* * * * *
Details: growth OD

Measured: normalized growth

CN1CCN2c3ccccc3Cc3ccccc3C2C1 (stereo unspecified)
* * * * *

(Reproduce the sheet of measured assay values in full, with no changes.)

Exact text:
Details: growth OD

Measured: normalized growth

CN1CCN2c3ccccc3Cc3ccccc3C2C1 (stereo unspecified)